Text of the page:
Gareth: I mean, this is probably a good time to point out that Godzilla’s actually a female. So… [laughter] At the last minute we changed it from “Godzilla: Queen of the Monsters” – that didn’t sound too good…But I know what you’re saying. We had a version of the screenplay with a heroine at the centre of it at one point. You have to pick a hero, and we ended up with a male, and then everything supports the hero in some way. But I understand what you’re saying. My favourite films are Alien and Aliens and… who knows – if we get lucky, and there’s a sequel, then I’ll very much take on board what you said.
The film’s about Godzilla but is also a very human story. Bryan and Aaron could you talk about working on this compelling father and son story?
Bryan: I am a father so it’s easy, and he’s a father too so it’s easy for that relationship to take place. When you sign on to do a piece like this you really are looking at the material, you talk to the director, you agree to it and then you hope that when you get on the set you’ll make a connection. It’s not imperative that you do but the fact that we get along and like each other just made it easier to meld into that relationship.
Aaron: Although we have this kind of feud and I’m supposed to be angry with him all the time – and he’d be cracking jokes a lot!
Bryan: He acted like my son. I would say something and he would roll his eyes… [laughter]. The general disrespect for the elderly!
[To Gareth] We heard from Thomas that even before you’d signed on to do the film, that you had a really clear idea in your head about what you wanted to do and achieve [with the film]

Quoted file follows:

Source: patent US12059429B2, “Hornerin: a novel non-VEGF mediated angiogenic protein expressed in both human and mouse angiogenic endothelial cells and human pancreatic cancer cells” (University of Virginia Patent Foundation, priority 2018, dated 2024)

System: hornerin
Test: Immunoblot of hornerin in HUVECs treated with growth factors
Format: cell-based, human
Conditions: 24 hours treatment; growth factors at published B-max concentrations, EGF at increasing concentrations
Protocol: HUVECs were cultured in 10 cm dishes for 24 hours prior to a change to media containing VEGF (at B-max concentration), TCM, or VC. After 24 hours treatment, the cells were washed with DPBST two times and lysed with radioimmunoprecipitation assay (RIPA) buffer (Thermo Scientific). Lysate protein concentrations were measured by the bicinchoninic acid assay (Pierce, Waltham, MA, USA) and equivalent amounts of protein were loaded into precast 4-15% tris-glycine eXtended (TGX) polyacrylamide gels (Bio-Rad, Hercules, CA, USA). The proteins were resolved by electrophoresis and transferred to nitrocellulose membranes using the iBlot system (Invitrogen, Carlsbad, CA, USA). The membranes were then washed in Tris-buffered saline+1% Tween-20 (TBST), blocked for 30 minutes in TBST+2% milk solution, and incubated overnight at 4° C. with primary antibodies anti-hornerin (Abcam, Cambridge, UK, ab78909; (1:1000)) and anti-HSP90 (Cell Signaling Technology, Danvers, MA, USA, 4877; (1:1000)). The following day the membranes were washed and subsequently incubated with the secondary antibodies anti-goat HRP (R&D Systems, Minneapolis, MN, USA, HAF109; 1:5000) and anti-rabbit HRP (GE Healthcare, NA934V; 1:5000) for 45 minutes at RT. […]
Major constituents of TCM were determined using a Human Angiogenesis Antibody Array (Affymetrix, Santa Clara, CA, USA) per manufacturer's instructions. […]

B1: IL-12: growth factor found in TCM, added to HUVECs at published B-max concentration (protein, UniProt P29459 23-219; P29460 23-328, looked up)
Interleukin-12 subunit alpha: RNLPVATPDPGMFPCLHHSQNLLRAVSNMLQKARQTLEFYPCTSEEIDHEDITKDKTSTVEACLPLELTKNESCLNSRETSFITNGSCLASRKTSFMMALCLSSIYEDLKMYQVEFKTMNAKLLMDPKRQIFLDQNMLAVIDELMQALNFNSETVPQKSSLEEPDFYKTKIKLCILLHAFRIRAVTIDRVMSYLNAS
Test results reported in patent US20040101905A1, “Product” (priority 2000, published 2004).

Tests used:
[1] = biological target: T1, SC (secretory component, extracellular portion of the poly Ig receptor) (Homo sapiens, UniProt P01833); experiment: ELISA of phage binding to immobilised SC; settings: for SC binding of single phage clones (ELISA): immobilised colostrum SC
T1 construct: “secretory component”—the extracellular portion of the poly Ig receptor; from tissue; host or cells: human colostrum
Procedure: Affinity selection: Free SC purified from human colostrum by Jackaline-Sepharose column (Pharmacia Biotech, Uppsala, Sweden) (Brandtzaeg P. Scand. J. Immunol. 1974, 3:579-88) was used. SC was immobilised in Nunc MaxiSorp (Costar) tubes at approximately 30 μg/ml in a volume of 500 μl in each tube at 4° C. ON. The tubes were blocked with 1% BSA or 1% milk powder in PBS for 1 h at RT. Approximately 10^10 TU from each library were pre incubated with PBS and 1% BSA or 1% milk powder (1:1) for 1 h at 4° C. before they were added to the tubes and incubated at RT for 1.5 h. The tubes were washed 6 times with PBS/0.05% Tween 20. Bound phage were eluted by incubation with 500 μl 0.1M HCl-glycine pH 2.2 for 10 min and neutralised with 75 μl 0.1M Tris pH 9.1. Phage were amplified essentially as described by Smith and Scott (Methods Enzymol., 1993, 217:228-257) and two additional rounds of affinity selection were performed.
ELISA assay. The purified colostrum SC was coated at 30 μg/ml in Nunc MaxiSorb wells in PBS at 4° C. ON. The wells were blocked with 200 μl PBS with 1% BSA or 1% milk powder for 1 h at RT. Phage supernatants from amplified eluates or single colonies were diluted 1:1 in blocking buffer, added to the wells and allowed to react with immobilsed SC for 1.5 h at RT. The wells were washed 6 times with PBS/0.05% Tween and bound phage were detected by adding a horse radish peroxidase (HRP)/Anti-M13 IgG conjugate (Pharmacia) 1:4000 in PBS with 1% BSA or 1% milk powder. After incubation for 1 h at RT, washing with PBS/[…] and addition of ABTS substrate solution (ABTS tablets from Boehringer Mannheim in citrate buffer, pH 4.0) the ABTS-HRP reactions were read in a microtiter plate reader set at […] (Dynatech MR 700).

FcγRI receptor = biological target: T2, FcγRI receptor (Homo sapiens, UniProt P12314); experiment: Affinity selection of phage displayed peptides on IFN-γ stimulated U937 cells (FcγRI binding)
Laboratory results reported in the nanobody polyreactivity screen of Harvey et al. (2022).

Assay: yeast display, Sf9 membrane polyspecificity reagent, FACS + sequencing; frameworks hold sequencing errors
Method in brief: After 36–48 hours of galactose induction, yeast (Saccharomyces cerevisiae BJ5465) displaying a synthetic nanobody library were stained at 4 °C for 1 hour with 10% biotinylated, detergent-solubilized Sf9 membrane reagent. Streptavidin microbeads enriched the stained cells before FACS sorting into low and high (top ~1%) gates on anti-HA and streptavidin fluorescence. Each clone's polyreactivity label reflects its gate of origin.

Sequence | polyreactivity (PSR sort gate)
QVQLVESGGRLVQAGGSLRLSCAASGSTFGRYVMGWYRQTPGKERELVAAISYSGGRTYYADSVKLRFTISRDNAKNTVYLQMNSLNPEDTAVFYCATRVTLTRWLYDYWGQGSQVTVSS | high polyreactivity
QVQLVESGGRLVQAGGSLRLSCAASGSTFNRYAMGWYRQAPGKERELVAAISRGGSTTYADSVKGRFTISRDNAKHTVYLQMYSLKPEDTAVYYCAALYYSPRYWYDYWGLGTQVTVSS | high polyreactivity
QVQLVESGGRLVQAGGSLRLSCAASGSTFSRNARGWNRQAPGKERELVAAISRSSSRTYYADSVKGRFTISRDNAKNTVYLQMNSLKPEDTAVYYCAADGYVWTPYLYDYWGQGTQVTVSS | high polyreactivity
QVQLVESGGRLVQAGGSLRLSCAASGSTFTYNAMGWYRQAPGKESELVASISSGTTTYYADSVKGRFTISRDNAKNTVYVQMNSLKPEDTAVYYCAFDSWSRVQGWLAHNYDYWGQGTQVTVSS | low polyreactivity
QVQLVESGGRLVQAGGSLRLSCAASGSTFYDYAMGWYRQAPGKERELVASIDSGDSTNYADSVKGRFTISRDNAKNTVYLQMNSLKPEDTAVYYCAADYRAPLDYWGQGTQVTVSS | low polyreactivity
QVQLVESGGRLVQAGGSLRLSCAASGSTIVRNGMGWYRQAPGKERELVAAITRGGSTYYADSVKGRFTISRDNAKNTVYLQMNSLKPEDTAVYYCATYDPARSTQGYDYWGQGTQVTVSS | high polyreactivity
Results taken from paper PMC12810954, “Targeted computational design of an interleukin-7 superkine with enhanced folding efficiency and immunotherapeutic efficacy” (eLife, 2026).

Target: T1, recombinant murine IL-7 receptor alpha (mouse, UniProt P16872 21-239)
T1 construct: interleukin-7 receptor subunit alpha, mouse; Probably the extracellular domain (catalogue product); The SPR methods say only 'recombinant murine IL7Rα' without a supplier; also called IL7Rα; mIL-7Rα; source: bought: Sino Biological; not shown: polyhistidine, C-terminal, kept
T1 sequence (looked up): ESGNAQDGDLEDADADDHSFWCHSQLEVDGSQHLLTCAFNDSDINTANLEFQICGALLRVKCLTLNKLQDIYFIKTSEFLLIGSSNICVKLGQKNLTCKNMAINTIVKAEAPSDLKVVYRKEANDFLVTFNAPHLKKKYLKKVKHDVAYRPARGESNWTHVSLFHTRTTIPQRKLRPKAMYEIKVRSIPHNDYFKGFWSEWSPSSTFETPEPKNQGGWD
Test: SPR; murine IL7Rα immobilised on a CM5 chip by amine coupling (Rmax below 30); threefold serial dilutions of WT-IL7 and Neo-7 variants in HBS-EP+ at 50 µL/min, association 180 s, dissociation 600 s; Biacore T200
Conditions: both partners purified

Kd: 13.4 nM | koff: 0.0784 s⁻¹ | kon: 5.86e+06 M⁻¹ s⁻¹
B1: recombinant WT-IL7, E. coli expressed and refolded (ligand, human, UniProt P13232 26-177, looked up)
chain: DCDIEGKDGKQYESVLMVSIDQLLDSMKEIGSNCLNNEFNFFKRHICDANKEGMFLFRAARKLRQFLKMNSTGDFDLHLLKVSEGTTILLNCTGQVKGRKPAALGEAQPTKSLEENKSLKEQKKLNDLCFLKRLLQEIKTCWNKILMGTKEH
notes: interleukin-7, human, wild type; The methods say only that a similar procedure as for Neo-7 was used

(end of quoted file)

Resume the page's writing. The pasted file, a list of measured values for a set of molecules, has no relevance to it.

Gareth: I think that’s one of the reasons Godzilla’s stood the test of time. There’s so many different ways that we could have gone with this film… There’s kind of an infinite canvas. It took us a year and a half of playing around to land on the story that we wanted to tell. I think, for me, I grew up with those 70’s and 80’s movies, those early Spielberg type things, and it was before the era of digital technology, and because they couldn’t always show the creature constantly, the first half of the movie would there would be these little glimpses. Your sense of anticipation, with films like Alien, gives you so many chills and goose bumps. I felt like in modern cinema its so easy to throw everything at the screen constantly and we’ve missed that style of storytelling. So, from day one, our constant references were things like Jaws and Close Encounters. [we were] sort of harking back to that era of film making – even though we had these amazing tools to do Godzilla justice for the first time.
[To Gareth] How long did it take you to design Godzilla – and would you change anything about him?
Gareth: The great thing about Godzilla is that if you had a load of images of silhouettes of characters in cinema history and you went around the world and you showed people them, and as soon as someone didn’t recognise them you threw those images away, I feel like the grand final would be between Mickey Mouse and Godzilla. I think what makes him iconic is he has a very strong silhouette, and so when we designed him we literally put settings on the computer so it didn’t have any texture, he was just pitch black against pure white and we just kept rotating him and just pushing and pulling and trying to get the silhouette looking just right. It was like a Rubiks Cube. You get one side good and then you’d turn it and you’ve ruined the other side – but this time you couldn’t cheat and peel the stickers off. It took nearly a year to get it to a place where we could rotate it 360° and go, “I don’t wanna change anything”. I don’t think you’re a filmmaker if you don’t always think, “I could’ve done this or that”, but one thing I do feel is I don’t really want to change anything, I am very happy with how we got him.